Clinician acceptance is the key factor for sustainable telehealth services

Qual Health Res. 2014 May;24(5):682-94. doi: 10.1177/1049732314528809. Epub 2014 Mar 31.


Telehealth, the delivery of health care services at a distance using information and communications technology, has been slow to be adopted and difficult to sustain. Researchers developing theories concerning the introduction of complex change into health care usually take a multifactorial approach; we intentionally sought a single point of intervention that would have maximum impact on implementation. We conducted a qualitative interview study of 36 Australian telehealth services, sampled for maximum variation, and used grounded theory methods to develop a model from which we chose the most important factor affecting the success of telehealth. We propose that clinician acceptance explains much of the variation in the uptake, expansion, and sustainability of Australian telehealth services, and that clinician acceptance could, in most circumstances, overcome low demand, technology problems, workforce pressure, and lack of resourcing. We conclude that our model offers practical advice to those seeking to implement change with limited resources.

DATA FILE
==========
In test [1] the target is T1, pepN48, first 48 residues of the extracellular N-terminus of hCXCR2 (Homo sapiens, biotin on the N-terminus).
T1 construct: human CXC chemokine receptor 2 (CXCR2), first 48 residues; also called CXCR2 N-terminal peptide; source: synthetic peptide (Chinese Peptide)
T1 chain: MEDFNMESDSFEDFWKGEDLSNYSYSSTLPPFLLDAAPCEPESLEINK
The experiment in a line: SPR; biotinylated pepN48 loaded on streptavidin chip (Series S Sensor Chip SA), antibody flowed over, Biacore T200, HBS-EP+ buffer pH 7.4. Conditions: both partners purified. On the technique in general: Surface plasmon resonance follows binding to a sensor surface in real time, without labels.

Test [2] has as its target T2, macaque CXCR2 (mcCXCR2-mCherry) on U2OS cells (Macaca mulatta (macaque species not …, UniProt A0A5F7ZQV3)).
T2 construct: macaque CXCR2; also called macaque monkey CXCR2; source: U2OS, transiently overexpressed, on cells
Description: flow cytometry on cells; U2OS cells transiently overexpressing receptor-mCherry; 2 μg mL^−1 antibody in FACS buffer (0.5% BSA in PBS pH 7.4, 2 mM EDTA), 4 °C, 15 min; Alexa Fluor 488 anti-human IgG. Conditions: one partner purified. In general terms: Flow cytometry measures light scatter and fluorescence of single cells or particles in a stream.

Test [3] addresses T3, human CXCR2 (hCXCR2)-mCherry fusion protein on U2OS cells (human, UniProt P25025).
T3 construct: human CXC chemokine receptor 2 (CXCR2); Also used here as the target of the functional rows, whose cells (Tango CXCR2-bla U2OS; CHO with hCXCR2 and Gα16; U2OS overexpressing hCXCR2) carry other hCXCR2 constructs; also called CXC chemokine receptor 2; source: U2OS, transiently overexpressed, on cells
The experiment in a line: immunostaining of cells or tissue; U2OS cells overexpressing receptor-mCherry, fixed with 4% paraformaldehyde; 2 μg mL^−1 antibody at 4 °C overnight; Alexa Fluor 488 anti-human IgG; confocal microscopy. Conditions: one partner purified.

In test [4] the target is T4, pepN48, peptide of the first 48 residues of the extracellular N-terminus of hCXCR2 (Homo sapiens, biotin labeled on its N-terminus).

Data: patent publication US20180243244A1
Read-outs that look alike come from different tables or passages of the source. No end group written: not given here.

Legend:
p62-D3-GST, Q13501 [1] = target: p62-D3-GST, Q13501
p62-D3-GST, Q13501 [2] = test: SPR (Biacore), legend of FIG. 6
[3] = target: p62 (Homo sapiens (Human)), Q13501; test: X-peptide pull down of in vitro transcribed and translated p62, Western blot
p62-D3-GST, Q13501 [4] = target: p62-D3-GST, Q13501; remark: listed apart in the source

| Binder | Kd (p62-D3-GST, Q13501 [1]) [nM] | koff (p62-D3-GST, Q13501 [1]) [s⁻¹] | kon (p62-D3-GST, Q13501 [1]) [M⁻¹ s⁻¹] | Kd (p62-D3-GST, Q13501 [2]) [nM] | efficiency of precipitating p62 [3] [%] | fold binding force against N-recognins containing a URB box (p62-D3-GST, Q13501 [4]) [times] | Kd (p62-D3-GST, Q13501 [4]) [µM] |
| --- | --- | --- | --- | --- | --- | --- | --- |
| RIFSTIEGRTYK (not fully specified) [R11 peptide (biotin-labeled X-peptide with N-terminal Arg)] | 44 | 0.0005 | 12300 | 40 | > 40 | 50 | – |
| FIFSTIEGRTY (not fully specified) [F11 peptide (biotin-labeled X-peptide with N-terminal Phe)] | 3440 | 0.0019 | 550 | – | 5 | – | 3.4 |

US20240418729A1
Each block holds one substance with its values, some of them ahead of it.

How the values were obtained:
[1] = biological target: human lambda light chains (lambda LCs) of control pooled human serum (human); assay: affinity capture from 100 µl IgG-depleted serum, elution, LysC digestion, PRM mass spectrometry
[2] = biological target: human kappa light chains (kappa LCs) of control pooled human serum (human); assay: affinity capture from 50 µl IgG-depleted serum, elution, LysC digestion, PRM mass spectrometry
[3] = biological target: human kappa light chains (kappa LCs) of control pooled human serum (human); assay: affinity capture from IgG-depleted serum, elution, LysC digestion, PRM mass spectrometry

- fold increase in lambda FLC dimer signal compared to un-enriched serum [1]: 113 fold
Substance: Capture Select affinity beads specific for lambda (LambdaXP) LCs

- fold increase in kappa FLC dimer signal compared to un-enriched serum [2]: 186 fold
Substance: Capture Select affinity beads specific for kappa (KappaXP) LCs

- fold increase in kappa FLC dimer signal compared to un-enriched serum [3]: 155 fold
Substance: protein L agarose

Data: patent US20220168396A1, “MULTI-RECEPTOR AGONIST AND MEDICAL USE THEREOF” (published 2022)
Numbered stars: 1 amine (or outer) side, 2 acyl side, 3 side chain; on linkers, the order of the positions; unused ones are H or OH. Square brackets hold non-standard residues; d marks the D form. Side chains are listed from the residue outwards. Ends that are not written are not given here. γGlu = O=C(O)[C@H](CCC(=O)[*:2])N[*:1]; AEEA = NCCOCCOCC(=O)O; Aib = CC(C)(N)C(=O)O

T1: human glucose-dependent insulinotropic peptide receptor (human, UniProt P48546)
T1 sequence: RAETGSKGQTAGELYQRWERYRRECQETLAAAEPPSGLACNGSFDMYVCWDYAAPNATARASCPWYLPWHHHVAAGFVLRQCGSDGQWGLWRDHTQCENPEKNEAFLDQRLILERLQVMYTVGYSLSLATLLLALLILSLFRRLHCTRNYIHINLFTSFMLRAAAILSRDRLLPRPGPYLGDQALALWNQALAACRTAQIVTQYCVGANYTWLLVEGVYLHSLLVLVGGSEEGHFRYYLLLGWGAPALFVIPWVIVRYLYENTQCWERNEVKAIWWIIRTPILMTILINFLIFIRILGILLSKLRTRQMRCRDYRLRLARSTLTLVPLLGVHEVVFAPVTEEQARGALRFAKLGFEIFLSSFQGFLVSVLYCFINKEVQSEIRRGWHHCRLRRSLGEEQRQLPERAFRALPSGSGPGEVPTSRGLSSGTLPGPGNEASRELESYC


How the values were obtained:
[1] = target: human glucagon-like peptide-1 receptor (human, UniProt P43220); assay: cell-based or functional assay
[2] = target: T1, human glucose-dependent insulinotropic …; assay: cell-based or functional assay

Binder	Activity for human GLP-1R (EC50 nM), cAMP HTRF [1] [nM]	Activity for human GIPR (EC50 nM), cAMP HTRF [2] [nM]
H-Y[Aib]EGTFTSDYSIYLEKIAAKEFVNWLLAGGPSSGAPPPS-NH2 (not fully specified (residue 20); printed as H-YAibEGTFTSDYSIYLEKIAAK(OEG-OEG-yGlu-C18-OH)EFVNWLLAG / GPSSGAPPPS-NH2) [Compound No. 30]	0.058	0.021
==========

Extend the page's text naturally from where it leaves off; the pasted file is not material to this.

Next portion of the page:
Keywords: grounded theory; health care administration; interviews, semistructured; research, qualitative; technology.

Publication types

  • Research Support, Non-U.S. Gov't

MeSH terms

  • Adult
  • Aged
  • Attitude of Health Personnel*
  • Australia
  • Cooperative Behavior
  • Diffusion of Innovation
  • Female
  • Grounded Theory
  • Humans
  • Interdisciplinary Communication
  • Interview, Psychological
  • Longitudinal Studies
  • Male
  • Middle Aged
  • Patient Care Team
  • Remote Consultation*
  • Telemedicine*